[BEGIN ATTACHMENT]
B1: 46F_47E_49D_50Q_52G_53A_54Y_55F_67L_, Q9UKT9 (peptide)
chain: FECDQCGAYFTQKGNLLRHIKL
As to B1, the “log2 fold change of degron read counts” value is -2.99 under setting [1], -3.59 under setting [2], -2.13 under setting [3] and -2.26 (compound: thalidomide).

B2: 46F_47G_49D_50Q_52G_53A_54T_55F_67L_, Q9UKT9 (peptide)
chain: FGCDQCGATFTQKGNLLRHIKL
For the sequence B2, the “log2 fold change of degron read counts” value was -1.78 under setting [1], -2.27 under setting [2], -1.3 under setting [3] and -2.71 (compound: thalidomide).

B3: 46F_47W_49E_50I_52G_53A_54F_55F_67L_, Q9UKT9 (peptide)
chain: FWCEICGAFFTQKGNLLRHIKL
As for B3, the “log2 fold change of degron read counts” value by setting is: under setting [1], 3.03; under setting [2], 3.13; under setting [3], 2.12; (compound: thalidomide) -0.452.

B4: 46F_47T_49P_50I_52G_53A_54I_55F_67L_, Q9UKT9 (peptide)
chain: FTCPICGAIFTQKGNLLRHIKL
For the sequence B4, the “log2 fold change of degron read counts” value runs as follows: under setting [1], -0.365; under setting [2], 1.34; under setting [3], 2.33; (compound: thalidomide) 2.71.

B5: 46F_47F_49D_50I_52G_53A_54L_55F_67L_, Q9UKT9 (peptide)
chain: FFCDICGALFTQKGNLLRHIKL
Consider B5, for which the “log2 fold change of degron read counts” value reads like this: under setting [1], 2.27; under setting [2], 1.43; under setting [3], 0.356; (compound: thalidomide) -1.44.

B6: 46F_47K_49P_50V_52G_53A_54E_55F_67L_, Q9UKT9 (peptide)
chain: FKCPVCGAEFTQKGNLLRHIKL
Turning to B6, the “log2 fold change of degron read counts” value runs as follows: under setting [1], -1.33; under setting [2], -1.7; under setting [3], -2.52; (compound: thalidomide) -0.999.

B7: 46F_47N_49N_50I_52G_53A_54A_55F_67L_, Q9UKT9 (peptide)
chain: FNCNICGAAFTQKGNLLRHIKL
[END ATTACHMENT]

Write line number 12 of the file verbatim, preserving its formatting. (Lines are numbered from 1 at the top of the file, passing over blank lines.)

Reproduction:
For the sequence B4, the “log2 fold change of degron read counts” value runs as follows: under setting [1], -0.365; under setting [2], 1.34; under setting [3], 2.33; (compound: thalidomide) 2.71.